The Influences of Family Communication Patterns on Adult Children’s Perceptions of Romantic Behaviors by Michael Fowler, MS, Judy C. Pearson, Ph. D., & Stephenson J. Beck, Ph. D. PART A
The study of the researchers is to explore how family communication patterns influence the use of interpersonal behaviors for maintaining a committed romantic relationship for example dating, engaged or married. Specifically, the study examined the relationship between family communication pattern, rituals, and relational maintenance in adult children’s romantic relationships. The results of the study showed that co orientation and couple-time rituals were related. Conversation orientation was related to all seven relational maintenance behaviors. Finally, conformity orientation was related to conflict management. The research concludes that the family is considered the pinnacle relationship in the human experience (Floyd Mikkelson, & Judd, 2006). The family is where most communicative behaviors are learned and developed (Bruner, 1990; Fitzpatrick & Caughlin, 2002). In addition, early family experiences affect later perceptions of behavior (Pecchioni et al., 2006; Whitton et al., 2008). This study demonstrates that family patterns may extend into both ritualized activities and to maintenance behaviors of adult children. Mundane behaviors that couples experience in their daily lives may contribute to the health of a relationship by providing a foundation for major couple events (Driver & Gottman, 2004).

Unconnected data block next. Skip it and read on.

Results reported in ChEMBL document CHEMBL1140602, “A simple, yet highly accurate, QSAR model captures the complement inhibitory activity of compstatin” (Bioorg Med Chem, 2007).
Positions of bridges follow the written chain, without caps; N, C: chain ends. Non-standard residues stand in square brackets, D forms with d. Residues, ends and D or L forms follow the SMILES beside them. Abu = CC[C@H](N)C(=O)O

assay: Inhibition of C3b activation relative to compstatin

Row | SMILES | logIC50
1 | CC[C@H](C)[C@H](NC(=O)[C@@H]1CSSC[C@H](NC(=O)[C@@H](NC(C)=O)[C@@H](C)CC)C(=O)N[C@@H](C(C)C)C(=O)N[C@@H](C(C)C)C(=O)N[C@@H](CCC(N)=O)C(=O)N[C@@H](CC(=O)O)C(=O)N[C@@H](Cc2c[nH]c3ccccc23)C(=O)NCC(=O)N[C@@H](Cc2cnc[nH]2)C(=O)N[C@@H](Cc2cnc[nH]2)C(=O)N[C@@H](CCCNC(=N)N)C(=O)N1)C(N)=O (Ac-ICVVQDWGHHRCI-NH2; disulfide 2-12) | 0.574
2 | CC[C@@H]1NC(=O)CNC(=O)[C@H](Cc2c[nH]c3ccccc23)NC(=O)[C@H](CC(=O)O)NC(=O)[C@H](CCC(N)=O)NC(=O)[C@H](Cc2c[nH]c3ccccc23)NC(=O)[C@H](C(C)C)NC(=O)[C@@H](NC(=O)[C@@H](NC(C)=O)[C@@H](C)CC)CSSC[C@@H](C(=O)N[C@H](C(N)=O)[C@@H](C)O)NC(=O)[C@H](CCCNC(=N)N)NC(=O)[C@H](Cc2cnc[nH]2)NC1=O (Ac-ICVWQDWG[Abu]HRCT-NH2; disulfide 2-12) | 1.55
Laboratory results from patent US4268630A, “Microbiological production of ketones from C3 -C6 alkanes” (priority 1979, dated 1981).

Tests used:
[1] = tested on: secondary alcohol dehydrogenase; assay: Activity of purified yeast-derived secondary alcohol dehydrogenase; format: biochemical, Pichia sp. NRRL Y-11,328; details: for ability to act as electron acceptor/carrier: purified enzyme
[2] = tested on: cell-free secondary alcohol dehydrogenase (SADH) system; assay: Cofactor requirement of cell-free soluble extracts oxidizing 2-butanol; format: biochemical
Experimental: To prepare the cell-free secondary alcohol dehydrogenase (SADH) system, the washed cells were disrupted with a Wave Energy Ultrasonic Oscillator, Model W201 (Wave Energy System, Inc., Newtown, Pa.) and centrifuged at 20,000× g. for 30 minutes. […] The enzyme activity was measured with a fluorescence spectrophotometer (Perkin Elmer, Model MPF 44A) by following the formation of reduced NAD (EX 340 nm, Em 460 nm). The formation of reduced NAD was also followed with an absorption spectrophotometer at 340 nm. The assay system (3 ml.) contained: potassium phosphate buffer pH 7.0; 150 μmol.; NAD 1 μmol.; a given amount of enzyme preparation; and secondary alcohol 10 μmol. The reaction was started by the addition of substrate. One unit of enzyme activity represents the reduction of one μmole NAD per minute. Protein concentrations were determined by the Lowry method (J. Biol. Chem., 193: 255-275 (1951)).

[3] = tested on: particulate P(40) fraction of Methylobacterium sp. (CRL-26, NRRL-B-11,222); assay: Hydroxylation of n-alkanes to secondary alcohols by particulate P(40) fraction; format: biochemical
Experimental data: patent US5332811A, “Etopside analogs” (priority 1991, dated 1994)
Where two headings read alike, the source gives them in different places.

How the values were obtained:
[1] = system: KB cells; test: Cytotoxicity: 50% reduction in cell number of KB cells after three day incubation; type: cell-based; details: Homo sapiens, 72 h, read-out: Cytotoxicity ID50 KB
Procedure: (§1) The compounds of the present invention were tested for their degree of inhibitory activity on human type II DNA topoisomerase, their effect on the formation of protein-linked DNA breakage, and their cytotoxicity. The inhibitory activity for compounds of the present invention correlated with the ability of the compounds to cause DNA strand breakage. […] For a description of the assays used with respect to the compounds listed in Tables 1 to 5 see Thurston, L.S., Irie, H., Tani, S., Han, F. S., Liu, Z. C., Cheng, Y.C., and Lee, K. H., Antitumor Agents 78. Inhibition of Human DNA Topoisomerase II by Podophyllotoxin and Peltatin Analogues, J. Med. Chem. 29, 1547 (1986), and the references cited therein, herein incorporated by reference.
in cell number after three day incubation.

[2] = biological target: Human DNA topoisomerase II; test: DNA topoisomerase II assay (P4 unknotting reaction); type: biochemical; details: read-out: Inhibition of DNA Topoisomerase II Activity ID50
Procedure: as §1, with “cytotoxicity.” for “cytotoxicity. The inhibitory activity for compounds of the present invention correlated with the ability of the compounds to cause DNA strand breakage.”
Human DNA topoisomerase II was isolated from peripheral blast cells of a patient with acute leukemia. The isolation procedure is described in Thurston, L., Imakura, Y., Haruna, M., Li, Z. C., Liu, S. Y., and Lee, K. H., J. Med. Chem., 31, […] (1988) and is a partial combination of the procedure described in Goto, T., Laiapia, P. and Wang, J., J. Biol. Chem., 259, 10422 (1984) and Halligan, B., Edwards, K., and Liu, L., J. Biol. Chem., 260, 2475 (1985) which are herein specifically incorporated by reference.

According to the author, the family may well be the most important context for understanding communication since the family environment is where most communicative behaviors are learned and developed. Thus, it would seem plausible that communication patterns among family-of-origin members influence future relational behaviors. I agreed with the author as the family is the core of every children growing process where we observe what our parents...
Please join StudyMode to read the full document